If you’ve done your homework and chosen your eatery carefully, you’ll rarely be disappointed. Even non-fish fans, if they can be tempted, become converts, as often this freshest of fish bears no resemblance to the more common frozen fare — something that, should a restaurant even consider serving to a local, will at best cause them never to return; at worst, incite a heated argument that can end with the guest either storming out or being asked to leave. Harrumph.

Venice has always treasured (if not totally depended upon) its fish, whether from the lagoon or the upper Adriatic, and never tires of finding new ways to consume it and serve it to their guests. You’ll select from baked, grilled, sauteed, raw and even whipped versions of familiar (or less so) species; flat, fat, large and small; shellfish and mollusks, with and without shells, without and without backbones. Traditionalists will opt for the fabulous frittura, often rating various locales’ versions on crispness, abundance, and the fish-to-vegetable ratio — each important when defending your choice for the best fritto misto fried fish platter in town.

Fish Plate with LemonAnd the lemon wedge? A common fish-dish accompaniment anywhere else in the world, but  to a Venetian fish purist an appalling idea. Figurati should a slice wend its way to the plate.

Come mai, why is that? Because (explained the self-proclaimed fresh fish purist), the fish served at your dining table is a treasured thing: it’s just arrived from the sea (or better have), “swimming with its brothers” as they say, only hours ago; it’s expensive (we had to wait years for that branzino to get to a catchable age — not six- or 12-months for a force-fed farm-raised antibiotic-ingesting mutant); and a delicacy, whether a tiny schie lagoon shrimp, a robust rombo turbot, or a magnificent blue or yellow fin wrestled from the Japanese sushi trade.

And you want to put lemon on it? Macché! Don’t even think about it.

Branzino fishIt’s true — where lemons are concerned, what’s obvious to maniacal fresh-fish devotees may not be so obvious to everyone else. If you ask a few of them, they’ll tell you there are actually some fairly logical reasons to let the lemon lie.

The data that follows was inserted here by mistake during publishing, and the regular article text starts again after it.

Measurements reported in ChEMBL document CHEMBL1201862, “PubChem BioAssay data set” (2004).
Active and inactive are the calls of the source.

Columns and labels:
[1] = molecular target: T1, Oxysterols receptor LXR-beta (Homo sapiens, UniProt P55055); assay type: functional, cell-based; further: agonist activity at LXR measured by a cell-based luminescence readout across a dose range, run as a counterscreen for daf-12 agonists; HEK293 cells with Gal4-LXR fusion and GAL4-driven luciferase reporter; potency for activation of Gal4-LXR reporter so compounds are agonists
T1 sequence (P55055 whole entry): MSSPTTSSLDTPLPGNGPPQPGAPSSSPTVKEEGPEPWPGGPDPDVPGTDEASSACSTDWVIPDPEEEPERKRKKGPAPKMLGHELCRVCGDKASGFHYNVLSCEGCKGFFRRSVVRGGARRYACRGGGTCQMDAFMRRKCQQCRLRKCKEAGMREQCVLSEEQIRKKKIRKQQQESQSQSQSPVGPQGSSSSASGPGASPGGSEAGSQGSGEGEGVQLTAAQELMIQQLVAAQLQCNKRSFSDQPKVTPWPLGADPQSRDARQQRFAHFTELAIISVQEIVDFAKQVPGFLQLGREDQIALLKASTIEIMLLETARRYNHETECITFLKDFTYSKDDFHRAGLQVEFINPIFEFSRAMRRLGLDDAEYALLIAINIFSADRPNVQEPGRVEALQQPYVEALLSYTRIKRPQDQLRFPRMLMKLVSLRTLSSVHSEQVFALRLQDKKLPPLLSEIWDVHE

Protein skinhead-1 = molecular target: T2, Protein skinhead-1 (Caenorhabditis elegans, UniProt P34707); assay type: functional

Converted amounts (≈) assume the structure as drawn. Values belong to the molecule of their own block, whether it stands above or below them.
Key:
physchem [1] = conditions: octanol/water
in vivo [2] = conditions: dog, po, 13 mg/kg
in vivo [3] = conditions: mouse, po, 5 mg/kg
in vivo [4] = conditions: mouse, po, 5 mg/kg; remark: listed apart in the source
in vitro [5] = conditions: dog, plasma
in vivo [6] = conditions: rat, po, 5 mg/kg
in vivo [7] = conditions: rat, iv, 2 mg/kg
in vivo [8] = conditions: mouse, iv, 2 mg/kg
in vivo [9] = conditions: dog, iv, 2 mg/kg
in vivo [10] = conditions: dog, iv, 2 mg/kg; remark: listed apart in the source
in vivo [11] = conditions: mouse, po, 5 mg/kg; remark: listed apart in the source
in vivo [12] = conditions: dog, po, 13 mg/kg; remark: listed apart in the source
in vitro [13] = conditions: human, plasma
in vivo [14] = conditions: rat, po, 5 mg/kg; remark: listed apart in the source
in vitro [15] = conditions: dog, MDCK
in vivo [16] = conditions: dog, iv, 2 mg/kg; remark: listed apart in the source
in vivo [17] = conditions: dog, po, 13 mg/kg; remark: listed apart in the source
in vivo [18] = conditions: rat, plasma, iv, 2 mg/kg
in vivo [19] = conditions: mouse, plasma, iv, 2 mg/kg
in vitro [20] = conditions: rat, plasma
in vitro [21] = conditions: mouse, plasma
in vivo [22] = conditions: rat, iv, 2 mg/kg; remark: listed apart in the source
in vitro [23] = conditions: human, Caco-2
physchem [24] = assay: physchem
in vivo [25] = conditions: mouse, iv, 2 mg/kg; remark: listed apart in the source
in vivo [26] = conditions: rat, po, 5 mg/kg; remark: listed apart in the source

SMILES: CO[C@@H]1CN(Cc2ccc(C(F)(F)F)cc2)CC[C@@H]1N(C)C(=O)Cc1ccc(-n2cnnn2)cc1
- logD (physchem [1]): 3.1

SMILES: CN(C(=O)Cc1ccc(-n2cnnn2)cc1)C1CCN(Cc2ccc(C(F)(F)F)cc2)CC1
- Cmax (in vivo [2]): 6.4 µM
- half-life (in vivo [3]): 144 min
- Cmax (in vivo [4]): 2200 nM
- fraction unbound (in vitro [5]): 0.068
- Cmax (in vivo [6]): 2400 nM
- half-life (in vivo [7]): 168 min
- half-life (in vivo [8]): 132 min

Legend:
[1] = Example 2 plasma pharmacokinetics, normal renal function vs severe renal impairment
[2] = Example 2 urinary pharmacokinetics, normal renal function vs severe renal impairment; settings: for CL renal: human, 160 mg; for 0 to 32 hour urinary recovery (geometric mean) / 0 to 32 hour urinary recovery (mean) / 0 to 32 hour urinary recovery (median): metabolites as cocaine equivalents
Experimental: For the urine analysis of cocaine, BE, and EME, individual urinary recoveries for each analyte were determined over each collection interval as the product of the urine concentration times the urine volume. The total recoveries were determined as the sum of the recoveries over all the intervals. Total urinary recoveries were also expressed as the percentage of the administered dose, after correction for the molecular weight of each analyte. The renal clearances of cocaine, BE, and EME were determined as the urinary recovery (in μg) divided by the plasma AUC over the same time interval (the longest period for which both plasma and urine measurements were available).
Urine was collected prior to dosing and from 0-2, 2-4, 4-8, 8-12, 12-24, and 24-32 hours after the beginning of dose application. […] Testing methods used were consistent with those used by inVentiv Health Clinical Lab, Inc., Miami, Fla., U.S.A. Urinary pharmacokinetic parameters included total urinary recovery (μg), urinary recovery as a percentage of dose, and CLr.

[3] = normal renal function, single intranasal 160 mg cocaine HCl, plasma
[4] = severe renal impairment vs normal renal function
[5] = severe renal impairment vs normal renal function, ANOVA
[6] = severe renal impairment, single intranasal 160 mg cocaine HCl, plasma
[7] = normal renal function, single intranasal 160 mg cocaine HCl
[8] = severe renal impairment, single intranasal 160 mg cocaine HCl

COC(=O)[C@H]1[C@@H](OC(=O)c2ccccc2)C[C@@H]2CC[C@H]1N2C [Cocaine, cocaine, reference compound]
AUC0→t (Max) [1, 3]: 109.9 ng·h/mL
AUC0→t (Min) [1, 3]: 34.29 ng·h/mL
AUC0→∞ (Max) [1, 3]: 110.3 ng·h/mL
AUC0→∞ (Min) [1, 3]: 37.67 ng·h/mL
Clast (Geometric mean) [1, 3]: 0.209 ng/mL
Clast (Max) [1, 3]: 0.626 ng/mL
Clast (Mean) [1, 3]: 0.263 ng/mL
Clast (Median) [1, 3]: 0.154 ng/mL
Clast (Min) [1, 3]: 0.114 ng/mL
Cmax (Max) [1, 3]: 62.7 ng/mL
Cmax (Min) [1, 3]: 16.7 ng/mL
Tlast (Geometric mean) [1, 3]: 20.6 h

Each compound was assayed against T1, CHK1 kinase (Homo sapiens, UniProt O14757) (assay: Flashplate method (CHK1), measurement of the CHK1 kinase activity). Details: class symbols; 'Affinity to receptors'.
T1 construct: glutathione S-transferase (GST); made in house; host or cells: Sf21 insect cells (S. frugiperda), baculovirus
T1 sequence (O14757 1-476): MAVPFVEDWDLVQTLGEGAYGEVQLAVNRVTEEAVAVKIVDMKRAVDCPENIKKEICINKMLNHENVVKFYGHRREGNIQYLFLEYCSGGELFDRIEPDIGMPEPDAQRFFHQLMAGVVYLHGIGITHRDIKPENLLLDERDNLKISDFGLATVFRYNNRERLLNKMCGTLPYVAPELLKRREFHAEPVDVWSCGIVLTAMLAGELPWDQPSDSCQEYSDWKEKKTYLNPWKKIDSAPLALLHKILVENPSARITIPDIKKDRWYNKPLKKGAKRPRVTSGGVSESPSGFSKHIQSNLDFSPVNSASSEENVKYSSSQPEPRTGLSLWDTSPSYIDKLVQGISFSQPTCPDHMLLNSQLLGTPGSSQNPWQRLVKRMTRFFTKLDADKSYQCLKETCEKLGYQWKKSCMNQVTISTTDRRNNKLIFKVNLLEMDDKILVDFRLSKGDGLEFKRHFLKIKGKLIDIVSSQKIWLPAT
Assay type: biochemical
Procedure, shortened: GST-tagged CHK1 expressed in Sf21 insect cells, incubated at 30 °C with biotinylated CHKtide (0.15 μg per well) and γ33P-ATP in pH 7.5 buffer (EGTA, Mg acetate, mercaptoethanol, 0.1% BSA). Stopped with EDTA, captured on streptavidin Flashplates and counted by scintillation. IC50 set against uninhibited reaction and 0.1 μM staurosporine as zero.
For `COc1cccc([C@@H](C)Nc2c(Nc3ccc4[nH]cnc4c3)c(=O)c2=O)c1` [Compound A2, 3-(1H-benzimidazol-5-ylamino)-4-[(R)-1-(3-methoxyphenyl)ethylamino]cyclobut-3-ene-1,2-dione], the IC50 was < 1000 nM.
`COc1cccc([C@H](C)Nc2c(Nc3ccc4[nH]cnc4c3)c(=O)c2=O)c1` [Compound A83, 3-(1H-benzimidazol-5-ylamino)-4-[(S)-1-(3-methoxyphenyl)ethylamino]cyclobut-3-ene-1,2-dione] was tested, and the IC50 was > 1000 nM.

First, the fresh fish you find served in Venice have marvelous, sometimes delicate flavors (mostly non-fishy, by the way); the chef has prepared today’s catch to enhance them. If you smother them with lemon juice, what will you taste? In their eyes, the lemon homogenizes these very distinctive fish dishes — and nobody wants that. In fact, lemon is more for fish that’s, well, been around, that has defects to overcome — not for fresh fish flesh. Finally, expert fryers will work tirelessly to serve you the crispiest frittura possible. So what happens when you squeeeeeeze a half of lemon over the mound of crunchy fried fish?

Lemon mush, that’s what. Una tragedia, a real heart-breaker.

In a labor-saving move, or perhaps because they lack the fish-faithful culture of a born-and-raised Venetian, many restaurants have just given in and included the lemon as garnish. There are other eateries though, who will flat refuse to serve you the lemon (along with any sort of grated cheese, by the way), so best be prepared.

Rhombo ChiodatoWhy not compromise? Before you request a lemon wedge, or crush the one on your plate over its contents out of habit, why not simply sample what’s been served to you as is? If you’re eating in a restaurant famous for its fish, you’ll be surprised at how unnecessary the lemon might seem (try a light olive oil drizzle if you must). And — you’ll be immediately categorized as a informed fish fan. (When in Venice, and all that…)

So, will you become Venice’s next fish purist? Who’s to say? In any case, the fresh fish found here is certainly worth indulging in. Enjoy!